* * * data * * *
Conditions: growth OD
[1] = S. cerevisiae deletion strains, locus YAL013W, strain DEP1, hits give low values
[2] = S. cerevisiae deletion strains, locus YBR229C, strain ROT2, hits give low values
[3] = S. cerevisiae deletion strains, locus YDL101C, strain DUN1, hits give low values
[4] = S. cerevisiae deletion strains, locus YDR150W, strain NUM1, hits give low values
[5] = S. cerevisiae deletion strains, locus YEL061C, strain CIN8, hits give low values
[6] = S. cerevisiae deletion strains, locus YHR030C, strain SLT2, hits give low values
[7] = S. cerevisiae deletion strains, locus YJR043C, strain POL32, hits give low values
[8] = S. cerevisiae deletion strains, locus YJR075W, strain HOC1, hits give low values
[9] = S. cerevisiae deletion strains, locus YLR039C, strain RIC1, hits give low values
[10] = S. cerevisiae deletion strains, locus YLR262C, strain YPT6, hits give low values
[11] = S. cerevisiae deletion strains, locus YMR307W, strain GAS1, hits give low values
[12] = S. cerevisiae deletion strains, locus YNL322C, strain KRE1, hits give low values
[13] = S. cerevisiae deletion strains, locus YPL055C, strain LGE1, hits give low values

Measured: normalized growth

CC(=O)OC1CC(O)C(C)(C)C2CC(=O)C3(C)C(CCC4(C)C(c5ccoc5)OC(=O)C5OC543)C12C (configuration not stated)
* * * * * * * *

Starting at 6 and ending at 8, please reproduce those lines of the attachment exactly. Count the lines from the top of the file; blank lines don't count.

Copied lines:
[5] = S. cerevisiae deletion strains, locus YEL061C, strain CIN8, hits give low values
[6] = S. cerevisiae deletion strains, locus YHR030C, strain SLT2, hits give low values
[7] = S. cerevisiae deletion strains, locus YJR043C, strain POL32, hits give low values